The com­pany has just started a fourth de­vel­op­ment, a beach­front project called Dune.

Gen­eral man­ager Mark Monk says CABE started in­vest­ing in Bar­gara be­cause it saw huge up­side there. ‘‘ Ev­ery­where across Aus­tralia, in­vestors and sea- chang­ers are look­ing for the next mar­ket.

‘‘ There isn’t a patch of coast­line that isn’t be­ing in­ves­ti­gated.

‘‘ But we found some­thing quite spe­cial at Bar­gara. It still has all the ben­e­fits of a small, quiet coastal town with the con­nec­tiv­ity to city ser­vices at nearby Bund­aberg.’’

Bar­gara’s ac­cess to univer­si­ties, TAFEs, hos­pi­tals, an air­port, one of the largest re­tail cen­tres north of Bris­bane and good em­ploy­ment op­por­tu­ni­ties make it at­trac­tive, he says.

CABE’s Bar­gara re­sorts have won a swag of de­sign, con­struc­tion and tourism awards, in­clud­ing recog­ni­tion from the Royal Aus­tralian In­sti­tute of Ar­chi­tects and se­lec­tion as a fi­nal­ist in the UDIA awards for ex­cel­lence.

The 12 Dune apart­ments show just how far the Bar­gara mar­ket is push­ing out from its hum­ble roots: prices are be­tween $ 1.02 mil­lion and $ 1.225 mil­lion for three- bed­room lux­ury apart­ments with tim­ber floors, high ceil­ings and glazed walls that open to big beach­front tim­ber decks.

Ground- level apart­ments have private gar­dens with di­rect beach ac­cess.

Monk says only a few apart­ments re­main for sale in Manta, where oc­cu­pancy is run­ning above 65 per cent and apart­ments are priced be­tween $ 515,000 and $ 800,000.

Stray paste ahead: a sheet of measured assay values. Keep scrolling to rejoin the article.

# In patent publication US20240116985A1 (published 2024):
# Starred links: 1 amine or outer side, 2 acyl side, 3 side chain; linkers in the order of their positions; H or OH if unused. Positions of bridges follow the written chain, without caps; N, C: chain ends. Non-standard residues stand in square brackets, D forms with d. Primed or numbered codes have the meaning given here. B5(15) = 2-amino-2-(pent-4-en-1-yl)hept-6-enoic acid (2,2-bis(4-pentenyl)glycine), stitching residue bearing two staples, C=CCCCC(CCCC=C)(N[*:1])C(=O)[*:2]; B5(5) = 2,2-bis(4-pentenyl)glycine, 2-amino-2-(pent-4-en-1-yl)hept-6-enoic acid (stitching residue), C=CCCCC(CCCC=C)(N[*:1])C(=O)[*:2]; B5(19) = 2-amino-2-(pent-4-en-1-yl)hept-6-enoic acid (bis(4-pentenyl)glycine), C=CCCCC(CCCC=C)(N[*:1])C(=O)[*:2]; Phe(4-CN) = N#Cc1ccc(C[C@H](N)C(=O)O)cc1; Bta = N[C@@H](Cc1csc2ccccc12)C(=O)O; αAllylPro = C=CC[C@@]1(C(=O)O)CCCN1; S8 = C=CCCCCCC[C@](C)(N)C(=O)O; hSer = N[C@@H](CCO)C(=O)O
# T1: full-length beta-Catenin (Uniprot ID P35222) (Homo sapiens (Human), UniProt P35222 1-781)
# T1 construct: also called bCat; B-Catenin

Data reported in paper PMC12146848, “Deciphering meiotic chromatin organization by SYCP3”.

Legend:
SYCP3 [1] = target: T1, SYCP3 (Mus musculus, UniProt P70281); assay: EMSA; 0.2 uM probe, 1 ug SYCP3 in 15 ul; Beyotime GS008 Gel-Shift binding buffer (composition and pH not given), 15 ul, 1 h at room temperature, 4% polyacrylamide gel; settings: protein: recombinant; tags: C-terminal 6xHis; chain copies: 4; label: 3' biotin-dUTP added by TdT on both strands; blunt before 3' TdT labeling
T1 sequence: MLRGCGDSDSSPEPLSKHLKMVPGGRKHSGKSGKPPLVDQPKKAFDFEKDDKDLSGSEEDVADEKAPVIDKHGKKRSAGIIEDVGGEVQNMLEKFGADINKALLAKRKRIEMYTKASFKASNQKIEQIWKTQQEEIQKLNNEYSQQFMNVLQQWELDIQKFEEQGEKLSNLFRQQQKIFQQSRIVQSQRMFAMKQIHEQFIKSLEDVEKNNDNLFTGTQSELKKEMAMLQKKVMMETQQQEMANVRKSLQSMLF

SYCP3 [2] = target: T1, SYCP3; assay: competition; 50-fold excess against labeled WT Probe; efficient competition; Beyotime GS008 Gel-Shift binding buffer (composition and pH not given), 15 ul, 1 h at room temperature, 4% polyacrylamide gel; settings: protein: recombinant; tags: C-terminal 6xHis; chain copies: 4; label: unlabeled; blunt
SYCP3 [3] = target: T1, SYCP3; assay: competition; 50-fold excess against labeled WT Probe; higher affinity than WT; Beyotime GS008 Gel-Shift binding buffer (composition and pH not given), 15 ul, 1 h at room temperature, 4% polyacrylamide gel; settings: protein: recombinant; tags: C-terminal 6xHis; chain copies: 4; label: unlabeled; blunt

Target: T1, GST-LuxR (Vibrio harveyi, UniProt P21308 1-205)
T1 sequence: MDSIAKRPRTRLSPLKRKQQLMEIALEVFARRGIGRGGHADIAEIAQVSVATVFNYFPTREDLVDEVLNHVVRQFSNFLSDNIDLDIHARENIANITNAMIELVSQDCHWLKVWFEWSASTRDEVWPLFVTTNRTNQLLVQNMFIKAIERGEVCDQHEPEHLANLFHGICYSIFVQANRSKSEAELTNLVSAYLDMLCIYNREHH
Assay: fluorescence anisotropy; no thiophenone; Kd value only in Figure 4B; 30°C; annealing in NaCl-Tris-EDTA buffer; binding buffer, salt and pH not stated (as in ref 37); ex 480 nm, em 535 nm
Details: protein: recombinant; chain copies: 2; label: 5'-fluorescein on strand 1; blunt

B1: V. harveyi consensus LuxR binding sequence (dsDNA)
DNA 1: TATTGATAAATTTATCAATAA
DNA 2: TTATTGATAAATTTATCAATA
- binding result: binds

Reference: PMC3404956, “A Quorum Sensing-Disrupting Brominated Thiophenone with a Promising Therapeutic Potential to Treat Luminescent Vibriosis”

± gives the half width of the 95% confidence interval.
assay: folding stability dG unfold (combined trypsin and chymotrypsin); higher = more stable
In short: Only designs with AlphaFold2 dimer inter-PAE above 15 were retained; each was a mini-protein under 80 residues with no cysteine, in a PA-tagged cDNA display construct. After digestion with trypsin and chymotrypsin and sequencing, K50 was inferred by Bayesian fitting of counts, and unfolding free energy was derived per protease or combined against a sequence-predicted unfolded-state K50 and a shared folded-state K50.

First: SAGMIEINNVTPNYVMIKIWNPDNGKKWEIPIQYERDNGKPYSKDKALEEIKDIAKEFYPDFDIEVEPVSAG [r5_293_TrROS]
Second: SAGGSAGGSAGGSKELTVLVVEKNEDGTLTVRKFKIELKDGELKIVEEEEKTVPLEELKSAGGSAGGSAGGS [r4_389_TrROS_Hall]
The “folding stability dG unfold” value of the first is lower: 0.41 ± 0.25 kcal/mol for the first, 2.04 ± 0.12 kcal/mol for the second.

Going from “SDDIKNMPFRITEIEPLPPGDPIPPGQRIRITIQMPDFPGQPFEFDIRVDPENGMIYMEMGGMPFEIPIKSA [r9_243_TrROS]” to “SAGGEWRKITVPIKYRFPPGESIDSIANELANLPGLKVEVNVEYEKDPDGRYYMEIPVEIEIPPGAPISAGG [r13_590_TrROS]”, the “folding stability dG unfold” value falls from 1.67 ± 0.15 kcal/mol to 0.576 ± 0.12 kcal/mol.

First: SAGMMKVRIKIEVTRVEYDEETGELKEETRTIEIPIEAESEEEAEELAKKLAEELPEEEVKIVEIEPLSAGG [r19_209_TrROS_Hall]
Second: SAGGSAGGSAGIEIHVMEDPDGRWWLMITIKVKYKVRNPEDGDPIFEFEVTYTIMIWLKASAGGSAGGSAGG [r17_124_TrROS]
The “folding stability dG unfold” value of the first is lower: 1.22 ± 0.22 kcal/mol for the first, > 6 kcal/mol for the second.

Met­ri­con’s Breeze es­tate, a 98- lot sub­di­vi­sion at Bar­gara Beach, of­fers hous­ing lots for be­tween $ 155,000 and $ 205,000.

Sales man­ager Lance Cot­ter­ill says many neigh­bour­ing beach­front prop­er­ties are sell­ing at prices above $ 800,000.

The af­ford­able land meant peo­ple could own a house and land near the beach for $ 370,000.

Buyer in­ter­est is com­ing from peo­ple who have seen first- hand the re­vi­tal­i­sa­tion of sea­side com­mu­ni­ties like Noosa, Mooloolaba and Her­vey Bay.

‘‘ I of­ten hear peo­ple say how re­ward­ing it would be to go back in time and in­vest in prop­erty hot spots be­fore they re­ally took off,’’ Cot­ter­ill says. ‘‘ Some see Bar­gara as their sec­ond chance.’’

Met­ri­con project man­ager Dale Scotcher says Bar­gara has two tav­erns, more than 10 restau­rants and cafes, in­clud­ing al fresco eateries over­look­ing the newly re­fur­bished board­walk and ocean.

Syd­ney de­vel­oper Aust­corp’s $ 120 mil­lion Coral Cove de­vel­op­ment of­fers one of the town’s two golf cour­ses.

Ma­tusik says tourists also ben­e­fit from Bar­gara’s af­ford­abil­ity, with the town of­fer­ing new hol­i­day apart­ments with room rates be­tween 20 and 50 per cent cheaper than the Sun­shine Coast or north­ern NSW, and four- star ho­tel rooms be­tween 40 and 70 per cent cheaper.

Tourist vis­i­tor nights were up 16 per cent in the past year, he says, helped by the com­pe­ti­tion of Qan­tas and Vir­gin flights into Bund­aberg, and vis­i­tor spend­ing also is up.

Tourists are drawn to the area as the south­ern gate­way of the Bar­rier Reef, op­po­site the north­ern tip of Fraser Is­land, for div­ing and whale- watch­ing trips and boat out­ings to the reef and to Lady El­liott and Lady Mus­grave is­lands. Bar­gara also has the Mon Re­pos tur­tle sanc­tu­ary.

Ma­tusik says the area doesn’t of­fer as many hol­i­day ac­tiv­i­ties as other des­ti­na­tions, but it’s an ideal lo­ca­tion for a ‘‘ donoth­ing’’ short- stay get­away.

‘‘ Sit around the pool, go for a walk, go out once or twice, read a book — it’s that type of hol­i­day,’’ he says.

Newspapers in English

Newspapers from Australia

© PressReader. All rights reserved.